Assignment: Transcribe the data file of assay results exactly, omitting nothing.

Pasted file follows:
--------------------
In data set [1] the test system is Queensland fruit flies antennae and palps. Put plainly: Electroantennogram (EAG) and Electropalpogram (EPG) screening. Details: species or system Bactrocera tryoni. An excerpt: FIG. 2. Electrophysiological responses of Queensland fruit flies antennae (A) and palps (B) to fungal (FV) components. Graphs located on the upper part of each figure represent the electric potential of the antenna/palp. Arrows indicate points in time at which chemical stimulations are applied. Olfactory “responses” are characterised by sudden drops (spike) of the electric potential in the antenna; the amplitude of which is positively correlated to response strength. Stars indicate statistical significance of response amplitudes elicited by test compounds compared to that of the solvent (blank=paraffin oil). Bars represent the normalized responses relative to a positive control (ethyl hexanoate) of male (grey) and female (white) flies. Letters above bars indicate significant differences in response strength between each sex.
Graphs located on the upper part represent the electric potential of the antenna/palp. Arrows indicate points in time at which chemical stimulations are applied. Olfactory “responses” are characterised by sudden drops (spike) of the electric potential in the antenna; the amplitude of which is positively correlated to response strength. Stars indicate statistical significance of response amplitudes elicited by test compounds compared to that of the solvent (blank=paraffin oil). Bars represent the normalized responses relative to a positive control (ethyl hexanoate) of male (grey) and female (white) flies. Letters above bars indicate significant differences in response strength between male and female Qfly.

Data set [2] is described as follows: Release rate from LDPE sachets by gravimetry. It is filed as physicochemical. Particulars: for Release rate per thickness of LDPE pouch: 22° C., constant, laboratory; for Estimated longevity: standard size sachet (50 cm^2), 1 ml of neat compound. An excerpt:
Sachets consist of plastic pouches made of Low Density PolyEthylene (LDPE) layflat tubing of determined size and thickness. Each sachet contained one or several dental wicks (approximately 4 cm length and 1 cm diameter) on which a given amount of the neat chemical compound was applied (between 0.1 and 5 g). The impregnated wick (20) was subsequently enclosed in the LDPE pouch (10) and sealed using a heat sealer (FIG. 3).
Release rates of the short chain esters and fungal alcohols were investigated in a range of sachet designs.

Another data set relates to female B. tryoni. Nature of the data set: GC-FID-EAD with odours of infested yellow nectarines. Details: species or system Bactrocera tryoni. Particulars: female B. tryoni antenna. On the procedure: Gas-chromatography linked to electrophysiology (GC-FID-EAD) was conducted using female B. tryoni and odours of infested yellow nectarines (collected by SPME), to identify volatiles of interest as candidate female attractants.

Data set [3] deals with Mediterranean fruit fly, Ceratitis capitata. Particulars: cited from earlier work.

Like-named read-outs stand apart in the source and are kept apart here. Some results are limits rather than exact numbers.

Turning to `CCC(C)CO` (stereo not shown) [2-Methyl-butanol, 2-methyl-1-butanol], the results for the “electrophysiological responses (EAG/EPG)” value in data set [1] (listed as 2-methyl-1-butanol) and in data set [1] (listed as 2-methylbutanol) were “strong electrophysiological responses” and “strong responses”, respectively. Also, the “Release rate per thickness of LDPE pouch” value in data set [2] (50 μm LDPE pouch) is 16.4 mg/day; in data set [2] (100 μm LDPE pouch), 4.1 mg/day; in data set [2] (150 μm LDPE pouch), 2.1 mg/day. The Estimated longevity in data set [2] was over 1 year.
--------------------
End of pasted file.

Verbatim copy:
In data set [1] the test system is Queensland fruit flies antennae and palps. Put plainly: Electroantennogram (EAG) and Electropalpogram (EPG) screening. Details: species or system Bactrocera tryoni. An excerpt: FIG. 2. Electrophysiological responses of Queensland fruit flies antennae (A) and palps (B) to fungal (FV) components. Graphs located on the upper part of each figure represent the electric potential of the antenna/palp. Arrows indicate points in time at which chemical stimulations are applied. Olfactory “responses” are characterised by sudden drops (spike) of the electric potential in the antenna; the amplitude of which is positively correlated to response strength. Stars indicate statistical significance of response amplitudes elicited by test compounds compared to that of the solvent (blank=paraffin oil). Bars represent the normalized responses relative to a positive control (ethyl hexanoate) of male (grey) and female (white) flies. Letters above bars indicate significant differences in response strength between each sex.
Graphs located on the upper part represent the electric potential of the antenna/palp. Arrows indicate points in time at which chemical stimulations are applied. Olfactory “responses” are characterised by sudden drops (spike) of the electric potential in the antenna; the amplitude of which is positively correlated to response strength. Stars indicate statistical significance of response amplitudes elicited by test compounds compared to that of the solvent (blank=paraffin oil). Bars represent the normalized responses relative to a positive control (ethyl hexanoate) of male (grey) and female (white) flies. Letters above bars indicate significant differences in response strength between male and female Qfly.

Data set [2] is described as follows: Release rate from LDPE sachets by gravimetry. It is filed as physicochemical. Particulars: for Release rate per thickness of LDPE pouch: 22° C., constant, laboratory; for Estimated longevity: standard size sachet (50 cm^2), 1 ml of neat compound. An excerpt:
Sachets consist of plastic pouches made of Low Density PolyEthylene (LDPE) layflat tubing of determined size and thickness. Each sachet contained one or several dental wicks (approximately 4 cm length and 1 cm diameter) on which a given amount of the neat chemical compound was applied (between 0.1 and 5 g). The impregnated wick (20) was subsequently enclosed in the LDPE pouch (10) and sealed using a heat sealer (FIG. 3).
Release rates of the short chain esters and fungal alcohols were investigated in a range of sachet designs.

Another data set relates to female B. tryoni. Nature of the data set: GC-FID-EAD with odours of infested yellow nectarines. Details: species or system Bactrocera tryoni. Particulars: female B. tryoni antenna. On the procedure: Gas-chromatography linked to electrophysiology (GC-FID-EAD) was conducted using female B. tryoni and odours of infested yellow nectarines (collected by SPME), to identify volatiles of interest as candidate female attractants.

Data set [3] deals with Mediterranean fruit fly, Ceratitis capitata. Particulars: cited from earlier work.

Like-named read-outs stand apart in the source and are kept apart here. Some results are limits rather than exact numbers.

Turning to `CCC(C)CO` (stereo not shown) [2-Methyl-butanol, 2-methyl-1-butanol], the results for the “electrophysiological responses (EAG/EPG)” value in data set [1] (listed as 2-methyl-1-butanol) and in data set [1] (listed as 2-methylbutanol) were “strong electrophysiological responses” and “strong responses”, respectively. Also, the “Release rate per thickness of LDPE pouch” value in data set [2] (50 μm LDPE pouch) is 16.4 mg/day; in data set [2] (100 μm LDPE pouch), 4.1 mg/day; in data set [2] (150 μm LDPE pouch), 2.1 mg/day. The Estimated longevity in data set [2] was over 1 year.